A woman, LaToya Cantrell, was elected mayor of New Orleans, a first in 300 years of history of the Louisiana metropolis devastated by Hurricane Katrina in 2005.

Winner of a women’s duel, 45-year-old Cantrell won the day with 60% of the vote against Desiree Charbonnet, a former judge in Saturday’s election. She succeeds Mitch Landrieu, who could not run for mayor after two terms.

She will officially take office as 51st mayor in May 2018 amidst the 300th-anniversary celebrations of the former French colonial capital.

LaToya Cantrell joins the very small club of women at the head of big American cities. According to a study from the University of New Jersey, only 19% of agglomerations with more than 300,000 inhabitants had a woman as mayor in 2016.

A city councilor since 2012, she has promised to “lead with integrity” her mandate at the head of the city, known for its Mardi Gras parade, its spicy cuisine, and its jazz boxes. She had focused her campaign on the “two truths” of the city where flourishing tourism and successful infrastructure reconstruction have not solved her problems of poverty and delinquency.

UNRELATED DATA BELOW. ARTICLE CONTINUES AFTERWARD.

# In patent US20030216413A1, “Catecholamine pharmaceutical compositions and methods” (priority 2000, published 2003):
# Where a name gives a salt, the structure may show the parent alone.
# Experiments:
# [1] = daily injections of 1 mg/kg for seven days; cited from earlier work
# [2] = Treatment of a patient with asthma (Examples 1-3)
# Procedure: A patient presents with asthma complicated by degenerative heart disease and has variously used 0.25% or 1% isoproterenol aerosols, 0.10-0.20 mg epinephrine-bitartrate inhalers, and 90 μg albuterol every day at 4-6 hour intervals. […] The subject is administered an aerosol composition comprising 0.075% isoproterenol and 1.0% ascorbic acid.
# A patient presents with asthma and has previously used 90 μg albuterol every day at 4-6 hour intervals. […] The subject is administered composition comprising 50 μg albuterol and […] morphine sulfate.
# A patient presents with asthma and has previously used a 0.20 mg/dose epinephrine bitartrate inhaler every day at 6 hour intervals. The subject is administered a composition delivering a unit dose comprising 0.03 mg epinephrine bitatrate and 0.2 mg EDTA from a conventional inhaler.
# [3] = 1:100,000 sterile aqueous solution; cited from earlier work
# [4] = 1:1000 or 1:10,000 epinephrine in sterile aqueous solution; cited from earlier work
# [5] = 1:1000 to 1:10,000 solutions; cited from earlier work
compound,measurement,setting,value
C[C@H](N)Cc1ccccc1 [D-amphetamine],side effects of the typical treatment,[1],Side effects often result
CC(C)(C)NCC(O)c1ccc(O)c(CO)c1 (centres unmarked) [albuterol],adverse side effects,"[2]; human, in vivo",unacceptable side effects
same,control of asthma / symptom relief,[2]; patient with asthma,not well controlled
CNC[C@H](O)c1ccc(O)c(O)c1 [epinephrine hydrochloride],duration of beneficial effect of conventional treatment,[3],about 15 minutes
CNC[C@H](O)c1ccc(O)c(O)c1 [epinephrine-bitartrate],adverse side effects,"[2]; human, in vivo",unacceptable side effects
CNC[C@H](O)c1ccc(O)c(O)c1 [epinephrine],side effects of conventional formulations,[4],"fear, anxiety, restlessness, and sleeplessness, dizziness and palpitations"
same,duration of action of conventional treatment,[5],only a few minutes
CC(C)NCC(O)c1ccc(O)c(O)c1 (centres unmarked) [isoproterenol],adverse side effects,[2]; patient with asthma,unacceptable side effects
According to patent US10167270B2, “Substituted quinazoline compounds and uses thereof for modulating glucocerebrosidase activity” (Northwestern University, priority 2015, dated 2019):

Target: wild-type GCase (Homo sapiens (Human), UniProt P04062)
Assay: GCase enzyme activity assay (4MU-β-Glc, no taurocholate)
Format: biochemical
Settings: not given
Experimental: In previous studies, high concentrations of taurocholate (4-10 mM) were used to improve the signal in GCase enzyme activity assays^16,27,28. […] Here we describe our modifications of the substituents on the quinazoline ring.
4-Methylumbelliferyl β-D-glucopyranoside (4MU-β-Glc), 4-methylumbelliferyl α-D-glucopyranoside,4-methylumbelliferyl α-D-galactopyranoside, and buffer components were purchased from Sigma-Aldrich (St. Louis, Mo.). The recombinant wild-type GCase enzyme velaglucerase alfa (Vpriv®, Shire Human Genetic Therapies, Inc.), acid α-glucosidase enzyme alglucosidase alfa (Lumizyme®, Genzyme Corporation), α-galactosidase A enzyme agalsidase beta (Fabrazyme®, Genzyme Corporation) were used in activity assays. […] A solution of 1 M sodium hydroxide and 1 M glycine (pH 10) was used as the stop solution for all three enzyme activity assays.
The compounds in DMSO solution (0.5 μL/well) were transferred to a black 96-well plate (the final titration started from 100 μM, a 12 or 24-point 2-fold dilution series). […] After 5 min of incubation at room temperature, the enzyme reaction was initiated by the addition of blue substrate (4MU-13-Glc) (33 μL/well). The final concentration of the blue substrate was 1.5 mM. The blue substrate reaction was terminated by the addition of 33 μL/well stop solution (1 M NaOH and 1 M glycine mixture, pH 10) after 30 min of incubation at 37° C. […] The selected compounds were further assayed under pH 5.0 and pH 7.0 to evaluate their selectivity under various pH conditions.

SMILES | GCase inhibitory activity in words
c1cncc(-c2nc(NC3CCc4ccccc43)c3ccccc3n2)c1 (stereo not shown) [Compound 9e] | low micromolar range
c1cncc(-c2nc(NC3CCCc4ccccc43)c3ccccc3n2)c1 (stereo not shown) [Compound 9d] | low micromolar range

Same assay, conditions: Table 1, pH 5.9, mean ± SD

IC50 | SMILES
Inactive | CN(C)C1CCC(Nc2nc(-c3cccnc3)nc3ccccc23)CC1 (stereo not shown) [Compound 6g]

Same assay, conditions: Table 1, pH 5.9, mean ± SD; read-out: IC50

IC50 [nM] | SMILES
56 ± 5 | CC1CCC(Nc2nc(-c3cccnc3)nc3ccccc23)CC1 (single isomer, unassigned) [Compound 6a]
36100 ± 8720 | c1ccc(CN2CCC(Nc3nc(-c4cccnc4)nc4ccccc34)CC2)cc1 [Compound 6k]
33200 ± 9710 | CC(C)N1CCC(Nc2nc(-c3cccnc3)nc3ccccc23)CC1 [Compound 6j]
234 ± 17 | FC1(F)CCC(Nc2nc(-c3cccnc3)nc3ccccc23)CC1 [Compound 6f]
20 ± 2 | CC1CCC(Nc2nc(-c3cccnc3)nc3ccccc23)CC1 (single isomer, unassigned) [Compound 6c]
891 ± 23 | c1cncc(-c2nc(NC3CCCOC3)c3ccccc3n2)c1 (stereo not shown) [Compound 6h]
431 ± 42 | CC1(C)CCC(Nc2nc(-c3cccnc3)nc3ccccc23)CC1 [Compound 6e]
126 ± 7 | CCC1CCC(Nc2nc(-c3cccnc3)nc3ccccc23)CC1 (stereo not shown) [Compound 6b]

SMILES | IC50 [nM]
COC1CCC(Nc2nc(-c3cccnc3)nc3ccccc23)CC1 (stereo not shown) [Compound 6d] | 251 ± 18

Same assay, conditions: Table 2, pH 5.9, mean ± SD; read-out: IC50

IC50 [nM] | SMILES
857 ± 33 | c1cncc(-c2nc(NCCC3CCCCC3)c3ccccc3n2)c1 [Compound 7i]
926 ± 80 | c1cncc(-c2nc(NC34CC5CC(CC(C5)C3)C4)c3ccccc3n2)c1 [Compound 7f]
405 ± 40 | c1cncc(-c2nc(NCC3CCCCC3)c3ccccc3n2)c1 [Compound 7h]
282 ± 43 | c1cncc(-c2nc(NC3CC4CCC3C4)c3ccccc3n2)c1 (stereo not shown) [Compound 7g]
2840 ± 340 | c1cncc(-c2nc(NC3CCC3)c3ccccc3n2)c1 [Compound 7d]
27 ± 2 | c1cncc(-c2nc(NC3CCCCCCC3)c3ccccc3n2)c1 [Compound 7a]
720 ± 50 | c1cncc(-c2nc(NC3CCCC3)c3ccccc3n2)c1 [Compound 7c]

Ms. Cantrell, from Los Angeles, has been living in New Orleans for almost 30 years. She made herself known by getting involved in rebuilding her neighborhood after Katrina. The deadliest hurricane in American history has killed about 1,800 people and more than $ 150 billion worth of damage in Louisiana, Mississippi and Alabama.

The mayor of the time, Ray Nagin, is serving a 10-year prison sentence for bribery and money laundering.